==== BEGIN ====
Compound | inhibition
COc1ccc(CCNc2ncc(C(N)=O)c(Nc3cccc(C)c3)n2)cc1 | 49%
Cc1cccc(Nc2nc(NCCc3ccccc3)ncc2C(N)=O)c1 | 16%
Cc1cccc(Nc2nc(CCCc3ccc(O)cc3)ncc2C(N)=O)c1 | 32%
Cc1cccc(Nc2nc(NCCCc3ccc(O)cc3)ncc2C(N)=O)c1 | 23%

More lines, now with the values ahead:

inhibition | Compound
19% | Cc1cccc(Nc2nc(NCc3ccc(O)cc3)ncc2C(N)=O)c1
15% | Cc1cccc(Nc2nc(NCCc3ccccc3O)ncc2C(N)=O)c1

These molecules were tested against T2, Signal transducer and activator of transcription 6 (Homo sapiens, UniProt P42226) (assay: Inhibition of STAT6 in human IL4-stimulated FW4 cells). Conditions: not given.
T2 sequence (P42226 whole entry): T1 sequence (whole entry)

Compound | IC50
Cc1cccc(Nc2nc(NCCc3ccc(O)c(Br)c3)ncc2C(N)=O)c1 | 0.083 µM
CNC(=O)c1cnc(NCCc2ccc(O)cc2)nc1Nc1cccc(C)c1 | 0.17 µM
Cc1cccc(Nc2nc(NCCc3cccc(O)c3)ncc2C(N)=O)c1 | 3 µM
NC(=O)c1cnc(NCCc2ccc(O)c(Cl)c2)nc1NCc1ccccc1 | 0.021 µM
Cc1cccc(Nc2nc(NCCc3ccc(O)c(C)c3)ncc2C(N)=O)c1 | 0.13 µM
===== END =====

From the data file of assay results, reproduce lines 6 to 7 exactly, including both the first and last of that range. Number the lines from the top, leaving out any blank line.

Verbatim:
More lines, now with the values ahead:

inhibition | Compound